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Calif. Voters Pass Bond Issue for School Buildings

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California voters last week approved the largest school-bond issue in state history, a $1.9-billion plan that school officials said will begin to make a dent in the state's backlog of building projects.

The measure passed with approval from 53.1 percent of the voters. A separate, $900-million bond issue for higher-education projects won with 51 percent of the vote.

California school administrators, accustomed to reacting to less favorable budget news, expressed delight over the bond measure's margin of victory, which, while modest, was better than some had expected.

"We're enduring some very tough times but the passage of this measure demonstrates a very responsible attitude of the electorate,'' said Charles D. Binderup, the superintendent of the Tulelake Unified School District and president of the Association of California School Administrators.

Still, school officials acknowledged that they will continue to find themselves with many unfunded building needs. An estimated $5 billion would be required to fund all approved school-building projects, and some of the projects that will begin as a result of last week's bond measure have been on the state's list for five years.

Unlike school districts in other states, California schools are highly dependent on the state for building funds. Proposition 13, the landmark 1978 property-tax-limitation measure, requires two-to-one voter approval of local funding increases--a threshold that most districts have found hard to reach.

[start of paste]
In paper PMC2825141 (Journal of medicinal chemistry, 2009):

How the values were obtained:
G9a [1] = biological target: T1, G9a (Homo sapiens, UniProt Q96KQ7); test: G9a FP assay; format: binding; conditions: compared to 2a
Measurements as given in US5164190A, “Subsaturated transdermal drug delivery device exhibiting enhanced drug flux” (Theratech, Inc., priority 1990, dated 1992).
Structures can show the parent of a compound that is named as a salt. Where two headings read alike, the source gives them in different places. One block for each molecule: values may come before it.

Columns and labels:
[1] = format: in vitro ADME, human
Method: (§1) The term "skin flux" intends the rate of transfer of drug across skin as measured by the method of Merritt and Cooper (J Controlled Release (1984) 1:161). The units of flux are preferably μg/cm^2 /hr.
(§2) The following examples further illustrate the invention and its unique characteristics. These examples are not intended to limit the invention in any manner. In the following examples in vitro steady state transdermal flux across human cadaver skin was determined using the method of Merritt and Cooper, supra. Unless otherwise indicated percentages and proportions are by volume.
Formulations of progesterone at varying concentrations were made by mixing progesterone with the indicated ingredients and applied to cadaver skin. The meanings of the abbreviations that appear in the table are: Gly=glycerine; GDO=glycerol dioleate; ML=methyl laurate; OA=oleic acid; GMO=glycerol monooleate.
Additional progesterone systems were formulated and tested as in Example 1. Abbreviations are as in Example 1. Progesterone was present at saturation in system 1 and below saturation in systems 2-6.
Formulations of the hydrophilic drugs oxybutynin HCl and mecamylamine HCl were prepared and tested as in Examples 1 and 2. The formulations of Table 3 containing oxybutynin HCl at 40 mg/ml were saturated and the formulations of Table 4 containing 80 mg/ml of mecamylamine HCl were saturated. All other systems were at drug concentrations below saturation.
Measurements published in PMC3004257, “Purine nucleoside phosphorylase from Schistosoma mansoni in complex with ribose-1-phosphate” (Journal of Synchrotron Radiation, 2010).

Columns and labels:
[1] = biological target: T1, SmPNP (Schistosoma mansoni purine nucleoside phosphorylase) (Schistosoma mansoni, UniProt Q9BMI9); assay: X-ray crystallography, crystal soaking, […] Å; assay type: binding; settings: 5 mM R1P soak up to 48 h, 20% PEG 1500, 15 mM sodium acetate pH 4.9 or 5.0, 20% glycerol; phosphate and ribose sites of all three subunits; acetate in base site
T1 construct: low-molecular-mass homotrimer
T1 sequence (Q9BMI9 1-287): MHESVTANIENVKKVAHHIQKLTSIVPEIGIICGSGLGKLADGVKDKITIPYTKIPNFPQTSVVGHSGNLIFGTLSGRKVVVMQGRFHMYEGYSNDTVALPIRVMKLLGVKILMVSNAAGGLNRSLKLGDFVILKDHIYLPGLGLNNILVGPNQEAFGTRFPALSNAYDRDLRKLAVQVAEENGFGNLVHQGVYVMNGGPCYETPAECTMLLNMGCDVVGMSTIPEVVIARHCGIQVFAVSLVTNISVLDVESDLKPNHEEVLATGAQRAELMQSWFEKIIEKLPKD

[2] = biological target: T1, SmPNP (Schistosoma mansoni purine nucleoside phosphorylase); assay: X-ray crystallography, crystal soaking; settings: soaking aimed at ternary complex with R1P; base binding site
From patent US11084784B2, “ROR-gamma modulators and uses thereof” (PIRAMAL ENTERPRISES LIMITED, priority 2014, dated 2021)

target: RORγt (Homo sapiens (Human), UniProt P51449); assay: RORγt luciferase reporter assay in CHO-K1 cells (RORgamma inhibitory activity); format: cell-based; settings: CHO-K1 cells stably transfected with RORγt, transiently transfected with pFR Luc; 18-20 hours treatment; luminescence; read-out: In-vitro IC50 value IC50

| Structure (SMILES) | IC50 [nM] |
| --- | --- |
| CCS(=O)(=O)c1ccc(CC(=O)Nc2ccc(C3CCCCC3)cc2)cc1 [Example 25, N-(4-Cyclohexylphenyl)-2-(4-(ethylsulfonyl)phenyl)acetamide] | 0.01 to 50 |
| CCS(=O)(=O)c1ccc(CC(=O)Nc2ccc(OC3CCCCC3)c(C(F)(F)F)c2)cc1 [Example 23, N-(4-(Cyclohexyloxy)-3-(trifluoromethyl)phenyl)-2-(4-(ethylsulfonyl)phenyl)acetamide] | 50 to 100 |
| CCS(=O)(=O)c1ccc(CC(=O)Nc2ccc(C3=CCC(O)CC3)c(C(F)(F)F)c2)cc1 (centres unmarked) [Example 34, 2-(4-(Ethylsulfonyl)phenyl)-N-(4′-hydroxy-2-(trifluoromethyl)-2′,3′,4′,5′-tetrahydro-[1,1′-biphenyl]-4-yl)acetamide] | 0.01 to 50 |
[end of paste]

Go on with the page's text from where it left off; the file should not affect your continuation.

Beyond the $1.9-billion program, lawmakers are considering an additional, $900-million school-bond referendum for the November ballot.

While many observers had been concerned that voters might follow the recent trend of steadily declining victory margins for bond issues, Mr. Binderup suggested that last week's results demonstrate that residents realize the schools need help.

"We are impressed, given the shortcomings of the California economy,'' he said, adding that the results should encourage school officials across the country to highlight their building needs.

"We need to be very aware that many of the schools where our children are expected to get a world-class education are in serious disrepair,'' he said. "The education infrastructure is an important issue.''--L.H.

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